External Beam Radiation Therapy – Radiation therapy administered from an energy source outside the body and directed to a target inside the body.
Extracapsular – Located or occurring outside the lymph node capsule.
Fibroblasts – Skin cells that produce collagen.
Fine Needle Aspiration (FNA) – See Needle Aspiration
Fotemustine – A chemotherapy agent sometimes used to treat metastatic melanoma. It belongs to a class of chemotherapeutic agents called nitrosoureas.
Fraction – A daily dose of radiation; 1 part of a total prescribed dose of radiation.
Fractionated – Divided into fractions, or several daily doses of radiation.
Freckles – Small, tan flat spots that appear on sun-exposed surfaces of the skin; they are caused by exposure to the sun’s ultraviolet radiation.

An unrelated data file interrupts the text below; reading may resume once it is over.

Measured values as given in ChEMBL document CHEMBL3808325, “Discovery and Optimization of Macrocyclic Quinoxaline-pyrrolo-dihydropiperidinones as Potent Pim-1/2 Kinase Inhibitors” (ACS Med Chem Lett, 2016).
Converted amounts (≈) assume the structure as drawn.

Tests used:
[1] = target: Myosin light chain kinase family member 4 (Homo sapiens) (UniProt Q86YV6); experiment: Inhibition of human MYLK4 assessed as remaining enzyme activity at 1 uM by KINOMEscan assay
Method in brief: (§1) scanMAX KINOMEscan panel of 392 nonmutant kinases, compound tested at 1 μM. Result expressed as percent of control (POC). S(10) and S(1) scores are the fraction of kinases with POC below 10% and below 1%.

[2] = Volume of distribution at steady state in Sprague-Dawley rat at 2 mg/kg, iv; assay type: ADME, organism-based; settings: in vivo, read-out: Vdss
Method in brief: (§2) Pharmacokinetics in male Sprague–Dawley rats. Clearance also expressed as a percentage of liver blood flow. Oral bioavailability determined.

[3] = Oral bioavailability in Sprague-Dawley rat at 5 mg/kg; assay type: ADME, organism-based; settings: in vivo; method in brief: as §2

Gamma Knife – An advanced form of stereotactic or focused radiosurgery for benign processes and metastatic brain tumors that were previously considered inoperable or very high risk for conventional brain surgery. The “knife” is formed by 201 intersecting beams of gamma radiation that deliver a concentrated dose to a precise area of the brain.
Garment Nevus – See Giant Nevus
Gene Therapy – The introduction of new genetic material to damaged genes or cancer cells. The goal of gene therapy is to replace damaged genes with healthy ones or to make cancer cells more sensitive to the effects of the immune system, immunotherapy, and chemotherapy.
Gene-Based Immunotherapy – Type of gene therapy in which antigen genes are introduced into tumor cells in order to stimulate an immune response.
Giant Nevus (Garment Nevus) – A congenital mole that covers a major area of the head or body and is at least 20 cm in diameter.